They got 90 micrograms of inorganic mercury over the course of four days. How much organic mercury in an MMR vaccine? None. How much inorganic mercury in a can of tuna? None. How much organic mercury in a can of tuna? About 70 micrograms.
See what I’m getting at? Organic, inorganic? It’s like saying that salt — aka “Sodium Chloride” — is the same as chlorine gas. It’s not. It’s all in the chemistry. And that’s an important thing to note when you’re talking about these papers to a lay audience
The paper continues to note that, yes, and as per their protocol, the mice developed an auto-immune disease. The researchers then went on to look at how the ligands behaved under these circumstances. But that’s not what matters to the blog post author. She hangs on the whole “mercury causes auto-immunity” and “my daughter has an auto-immune condition” and “she also has autism” to basically state that “mercury causes autism”. If this trope sounds familiar to you, it should. It should sound familiar because it’s the trope that a certain British doctor tried to use in hid fraudulent study to link the MMR vaccine to autism. Except that he was smart enough not to say that the MMR vaccine had mercury, which it never did.
She goes on to rant about the ligands, stating that they have been added to vaccines in order to increase the potency of vaccines. In short, it’s all evil. The ligands, the mercury, the non-existent mercury in MMR. Everything. It all causes auto-immune diseases, and, in their mind (the author and the people commenting on her blog post), autism is an auto-immune disorder.
To all this, she concludes:
“It appears that mercury, “abundance as a pollutant, and presence in dental amalgams, cosmetics, preservatives, fumigants, and vaccine preparations ” can cause immune and autoimmune disease via Toll Like Receptors (TLR) activation and then additionally, Man-made, Toll Like Receptors could also have their own influence on immune issues, and very possibly autoimmunity.”
It appears to me that this person, if presented with the brontosaurus connect-the-dot picture above, would come up with this:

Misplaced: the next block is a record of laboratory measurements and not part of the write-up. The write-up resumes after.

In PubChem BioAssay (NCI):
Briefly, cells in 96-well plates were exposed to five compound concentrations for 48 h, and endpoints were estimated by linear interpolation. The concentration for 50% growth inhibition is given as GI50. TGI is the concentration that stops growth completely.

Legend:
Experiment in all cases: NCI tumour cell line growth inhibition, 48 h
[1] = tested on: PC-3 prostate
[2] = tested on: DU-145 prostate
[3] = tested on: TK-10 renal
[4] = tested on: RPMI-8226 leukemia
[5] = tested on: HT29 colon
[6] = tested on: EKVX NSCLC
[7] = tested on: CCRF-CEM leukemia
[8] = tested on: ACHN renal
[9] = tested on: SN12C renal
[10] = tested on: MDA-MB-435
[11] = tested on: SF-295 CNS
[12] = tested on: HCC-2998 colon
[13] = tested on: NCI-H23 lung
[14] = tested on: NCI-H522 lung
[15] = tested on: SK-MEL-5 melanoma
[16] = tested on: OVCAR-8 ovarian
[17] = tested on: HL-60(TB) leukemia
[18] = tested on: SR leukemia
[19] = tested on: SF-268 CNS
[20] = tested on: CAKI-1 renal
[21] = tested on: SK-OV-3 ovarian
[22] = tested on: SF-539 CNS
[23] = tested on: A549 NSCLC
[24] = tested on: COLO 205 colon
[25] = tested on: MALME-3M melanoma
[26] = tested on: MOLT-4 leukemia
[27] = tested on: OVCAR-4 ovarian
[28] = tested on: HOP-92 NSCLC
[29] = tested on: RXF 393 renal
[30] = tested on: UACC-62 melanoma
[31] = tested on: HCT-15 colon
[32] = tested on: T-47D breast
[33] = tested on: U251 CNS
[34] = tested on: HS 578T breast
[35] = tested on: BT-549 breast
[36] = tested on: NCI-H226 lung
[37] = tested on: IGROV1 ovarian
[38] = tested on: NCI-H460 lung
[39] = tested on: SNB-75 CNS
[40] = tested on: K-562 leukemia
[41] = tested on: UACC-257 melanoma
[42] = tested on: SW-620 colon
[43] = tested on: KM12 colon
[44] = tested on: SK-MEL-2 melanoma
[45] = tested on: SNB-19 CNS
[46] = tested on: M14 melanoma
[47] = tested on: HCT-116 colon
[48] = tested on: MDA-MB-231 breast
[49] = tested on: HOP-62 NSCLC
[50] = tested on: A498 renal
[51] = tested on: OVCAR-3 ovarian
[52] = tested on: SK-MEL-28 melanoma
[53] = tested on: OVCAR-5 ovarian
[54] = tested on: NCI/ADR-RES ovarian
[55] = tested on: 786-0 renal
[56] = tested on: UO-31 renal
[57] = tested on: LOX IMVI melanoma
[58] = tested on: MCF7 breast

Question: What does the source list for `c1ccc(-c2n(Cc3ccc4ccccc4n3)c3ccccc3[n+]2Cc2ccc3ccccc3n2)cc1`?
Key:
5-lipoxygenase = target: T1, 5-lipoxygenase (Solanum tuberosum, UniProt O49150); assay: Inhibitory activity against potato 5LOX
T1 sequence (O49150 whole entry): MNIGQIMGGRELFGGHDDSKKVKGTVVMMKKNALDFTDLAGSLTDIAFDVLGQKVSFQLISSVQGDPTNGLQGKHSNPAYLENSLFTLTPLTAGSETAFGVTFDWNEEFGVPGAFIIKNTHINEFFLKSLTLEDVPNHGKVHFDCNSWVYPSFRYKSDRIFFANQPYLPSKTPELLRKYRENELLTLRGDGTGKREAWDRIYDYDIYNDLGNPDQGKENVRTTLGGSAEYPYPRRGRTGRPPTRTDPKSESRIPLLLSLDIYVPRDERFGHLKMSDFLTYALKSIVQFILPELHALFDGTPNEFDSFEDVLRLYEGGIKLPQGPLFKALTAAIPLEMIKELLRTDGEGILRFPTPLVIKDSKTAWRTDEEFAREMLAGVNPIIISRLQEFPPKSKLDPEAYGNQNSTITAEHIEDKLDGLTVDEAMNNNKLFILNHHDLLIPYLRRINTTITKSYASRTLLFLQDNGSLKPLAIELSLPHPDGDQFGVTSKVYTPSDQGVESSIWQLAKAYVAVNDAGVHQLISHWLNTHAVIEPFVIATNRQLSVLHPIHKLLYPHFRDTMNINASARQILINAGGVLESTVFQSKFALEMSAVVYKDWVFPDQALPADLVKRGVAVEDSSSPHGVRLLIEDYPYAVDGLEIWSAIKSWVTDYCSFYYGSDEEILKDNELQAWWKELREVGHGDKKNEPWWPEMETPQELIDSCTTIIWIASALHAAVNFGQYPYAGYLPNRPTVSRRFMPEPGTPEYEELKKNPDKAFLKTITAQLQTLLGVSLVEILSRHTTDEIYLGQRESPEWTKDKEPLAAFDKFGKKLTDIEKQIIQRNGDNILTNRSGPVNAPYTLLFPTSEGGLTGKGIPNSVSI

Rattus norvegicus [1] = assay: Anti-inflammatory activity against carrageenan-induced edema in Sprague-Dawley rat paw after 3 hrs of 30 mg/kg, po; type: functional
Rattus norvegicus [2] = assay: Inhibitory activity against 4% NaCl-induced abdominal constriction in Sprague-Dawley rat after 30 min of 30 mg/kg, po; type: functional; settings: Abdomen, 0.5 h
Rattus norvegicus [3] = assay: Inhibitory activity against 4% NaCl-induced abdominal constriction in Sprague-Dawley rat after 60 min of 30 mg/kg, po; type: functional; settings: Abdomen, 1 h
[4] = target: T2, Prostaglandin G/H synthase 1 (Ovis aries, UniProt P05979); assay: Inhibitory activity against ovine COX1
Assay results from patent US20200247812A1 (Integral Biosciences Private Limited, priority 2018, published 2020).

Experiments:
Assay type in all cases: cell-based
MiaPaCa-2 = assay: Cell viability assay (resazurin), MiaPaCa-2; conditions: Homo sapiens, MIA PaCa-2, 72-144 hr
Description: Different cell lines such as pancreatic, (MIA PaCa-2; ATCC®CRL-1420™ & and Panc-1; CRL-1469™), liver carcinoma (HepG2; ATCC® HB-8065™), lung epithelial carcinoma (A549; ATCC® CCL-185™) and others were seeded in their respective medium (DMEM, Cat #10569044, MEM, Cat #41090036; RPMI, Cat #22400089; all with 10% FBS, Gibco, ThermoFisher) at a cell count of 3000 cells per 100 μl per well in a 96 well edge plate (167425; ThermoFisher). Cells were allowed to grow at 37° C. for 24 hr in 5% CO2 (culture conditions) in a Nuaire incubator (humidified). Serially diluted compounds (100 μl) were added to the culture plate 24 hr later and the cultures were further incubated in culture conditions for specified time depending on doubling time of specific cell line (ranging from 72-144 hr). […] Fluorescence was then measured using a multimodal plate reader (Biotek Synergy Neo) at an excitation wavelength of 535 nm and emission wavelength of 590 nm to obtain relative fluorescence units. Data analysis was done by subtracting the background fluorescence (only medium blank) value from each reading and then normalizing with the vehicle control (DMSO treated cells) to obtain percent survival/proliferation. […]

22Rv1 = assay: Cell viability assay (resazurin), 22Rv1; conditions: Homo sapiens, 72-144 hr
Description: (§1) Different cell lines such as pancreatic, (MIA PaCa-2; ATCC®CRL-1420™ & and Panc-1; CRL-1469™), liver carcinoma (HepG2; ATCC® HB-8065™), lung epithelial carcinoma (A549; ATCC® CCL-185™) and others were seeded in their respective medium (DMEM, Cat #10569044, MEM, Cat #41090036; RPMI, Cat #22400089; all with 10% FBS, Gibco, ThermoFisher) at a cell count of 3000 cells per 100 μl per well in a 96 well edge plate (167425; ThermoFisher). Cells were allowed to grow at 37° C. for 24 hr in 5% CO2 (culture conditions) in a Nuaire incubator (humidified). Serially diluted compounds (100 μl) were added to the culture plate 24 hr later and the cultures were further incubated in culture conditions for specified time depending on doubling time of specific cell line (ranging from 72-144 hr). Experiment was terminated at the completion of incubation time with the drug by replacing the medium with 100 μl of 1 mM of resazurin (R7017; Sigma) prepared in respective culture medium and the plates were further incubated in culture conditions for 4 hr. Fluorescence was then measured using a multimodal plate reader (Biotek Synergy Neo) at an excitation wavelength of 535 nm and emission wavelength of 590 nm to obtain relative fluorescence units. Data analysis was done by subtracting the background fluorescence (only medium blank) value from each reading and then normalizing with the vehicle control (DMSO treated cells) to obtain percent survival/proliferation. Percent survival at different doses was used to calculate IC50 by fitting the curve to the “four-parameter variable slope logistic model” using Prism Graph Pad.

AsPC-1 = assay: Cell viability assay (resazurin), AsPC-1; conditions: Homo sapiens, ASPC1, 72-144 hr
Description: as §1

|If you see a dinosaur, you’re being fooled by the Man
I’m not surprised that this person displays little knowledge of understanding the paper she herself used as evidence. It happens a lot with anti-vaccine and anti-science people. They say that there is a conspiracy, that researchers are being paid by “Big Pharma”, and then they use that same research to try to prop-up their theories.
Someone in the comments section of that blog quoted this paper as clearly showing that vaccines caused all sorts of horrors. Here’s the “Results” section:
“Only in 1 analysis for tics was there some evidence of a higher risk with increasing doses (Cox’s HR: 1.50 per dose at 4 months; 95% confidence interval [CI]: 1.02-2.20). Statistically significant negative associations with increasing doses at 4 months were found for general developmental disorders (HR: 0.87; 95% CI: 0.81-0.93), unspecified developmental delay (HR: 0.80; 95% CI: 0.69-0.92), and attention-deficit disorder (HR: 0.79; 95% CI: 0.64-0.98). For the other disorders, there was no evidence of an association with thimerosal exposure.”
The commenter in question did not understand what “statistically significant negative associations” meant. It means that higher doses showed reduced risk. He or she thought that it meant “negative”outcomes, as in “bad”.
That’s the problem. You have non-scientists trying to make heads or tails out of scientific papers and studies, and they’re misinforming the public in the process.
Merry Christmas, by the way.